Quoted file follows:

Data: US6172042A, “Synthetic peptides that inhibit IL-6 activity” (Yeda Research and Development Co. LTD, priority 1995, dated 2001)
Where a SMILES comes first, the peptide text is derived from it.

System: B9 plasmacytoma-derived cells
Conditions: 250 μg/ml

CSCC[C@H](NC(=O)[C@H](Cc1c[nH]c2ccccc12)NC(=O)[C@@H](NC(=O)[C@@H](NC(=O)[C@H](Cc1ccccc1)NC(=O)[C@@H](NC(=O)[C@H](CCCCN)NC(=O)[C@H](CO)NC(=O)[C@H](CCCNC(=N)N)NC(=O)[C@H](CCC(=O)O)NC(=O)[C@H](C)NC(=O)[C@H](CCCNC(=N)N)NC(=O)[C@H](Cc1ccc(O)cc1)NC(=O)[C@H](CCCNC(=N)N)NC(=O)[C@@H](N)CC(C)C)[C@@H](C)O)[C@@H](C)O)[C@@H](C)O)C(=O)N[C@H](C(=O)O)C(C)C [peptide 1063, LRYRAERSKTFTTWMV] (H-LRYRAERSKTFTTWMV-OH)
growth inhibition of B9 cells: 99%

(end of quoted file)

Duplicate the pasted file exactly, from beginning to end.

Data: US6172042A, “Synthetic peptides that inhibit IL-6 activity” (Yeda Research and Development Co. LTD, priority 1995, dated 2001)
Where a SMILES comes first, the peptide text is derived from it.

System: B9 plasmacytoma-derived cells
Conditions: 250 μg/ml

CSCC[C@H](NC(=O)[C@H](Cc1c[nH]c2ccccc12)NC(=O)[C@@H](NC(=O)[C@@H](NC(=O)[C@H](Cc1ccccc1)NC(=O)[C@@H](NC(=O)[C@H](CCCCN)NC(=O)[C@H](CO)NC(=O)[C@H](CCCNC(=N)N)NC(=O)[C@H](CCC(=O)O)NC(=O)[C@H](C)NC(=O)[C@H](CCCNC(=N)N)NC(=O)[C@H](Cc1ccc(O)cc1)NC(=O)[C@H](CCCNC(=N)N)NC(=O)[C@@H](N)CC(C)C)[C@@H](C)O)[C@@H](C)O)[C@@H](C)O)C(=O)N[C@H](C(=O)O)C(C)C [peptide 1063, LRYRAERSKTFTTWMV] (H-LRYRAERSKTFTTWMV-OH)
growth inhibition of B9 cells: 99%